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Listen to Martin Jordan, Head of KPMG’s Cyber Response Team, discuss the findings of the report below.
Hello all and welcome to the webex of the KPMG 2012 Data Loss Barometer. The KPMG Data Loss Barometer 2012 exposes some of the latest trends and statistics for globally lost and stolen information in 2012 as well as a view of trends over the last five years. Over 82 countries are represented in our barometer in 2012, with over 96 countries represented over the last five years. The report reveals causes of data loss, types of incidents, as well as specific trends by sector. Over the next 15minutes I will take you through the highlights of the report. We will explore the industries at greatest risk and suggest reasons as to why certain types of threat are on teh increase. Finally we will conclude with some suggestions on how to prevent data loss discussing mitigating controls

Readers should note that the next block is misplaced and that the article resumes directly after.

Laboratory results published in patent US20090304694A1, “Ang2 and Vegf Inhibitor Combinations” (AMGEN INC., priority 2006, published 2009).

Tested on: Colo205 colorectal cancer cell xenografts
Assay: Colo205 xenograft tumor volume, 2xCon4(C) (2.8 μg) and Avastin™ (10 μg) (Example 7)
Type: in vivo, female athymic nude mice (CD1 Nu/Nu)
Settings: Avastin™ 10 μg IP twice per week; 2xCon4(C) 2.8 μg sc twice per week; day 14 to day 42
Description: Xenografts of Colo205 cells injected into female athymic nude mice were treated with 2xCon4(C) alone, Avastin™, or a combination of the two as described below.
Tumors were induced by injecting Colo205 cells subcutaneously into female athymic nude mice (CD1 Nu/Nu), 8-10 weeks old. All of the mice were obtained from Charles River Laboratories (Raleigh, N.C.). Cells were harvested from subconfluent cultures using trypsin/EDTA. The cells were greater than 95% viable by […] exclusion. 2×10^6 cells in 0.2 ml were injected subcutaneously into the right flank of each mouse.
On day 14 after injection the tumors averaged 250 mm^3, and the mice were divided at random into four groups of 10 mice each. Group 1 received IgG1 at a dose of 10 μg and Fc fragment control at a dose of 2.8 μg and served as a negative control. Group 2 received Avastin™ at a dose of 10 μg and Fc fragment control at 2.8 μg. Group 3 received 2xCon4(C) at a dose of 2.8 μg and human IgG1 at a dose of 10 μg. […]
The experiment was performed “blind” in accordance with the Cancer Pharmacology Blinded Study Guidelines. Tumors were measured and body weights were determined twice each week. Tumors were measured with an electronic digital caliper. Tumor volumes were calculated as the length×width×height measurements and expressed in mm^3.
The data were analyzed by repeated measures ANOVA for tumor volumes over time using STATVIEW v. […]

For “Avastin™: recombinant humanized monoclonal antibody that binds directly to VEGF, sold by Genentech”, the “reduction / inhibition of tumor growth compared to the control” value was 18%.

Now for a look at the breakdown for the 2012,You can see form the info graphic that no sector is immune, form law, health case to financial services, although te figures would suggest that financial services has improved dramatically. This should not come as a surprise to us given the focus the regulator has show over the past year years.The healthcare industry, which has previously struggled between 2010 and 2011 has shown dramatic improvement in 2012. More positive news was also seen from within both companies and public sector organisations whose efforts to tackle security from the inside looks to be bearing fruit as internal security breaches more than halved from 435 in 2011 to 198 in 2012. However the cost of human carelessness and systems errors still accounted for 4% of data loss and physical theft of PCs, hardware and mobile devices accounted for 11% of all data loss this year. “Several of the world’s largest companies have been targeted over recent months by hackers who have grown in sophistication. It is now not just a lone hacker sitting in their bedroom but, in many cases, serious organisations backed by nation states who are leading this new phenomenon.”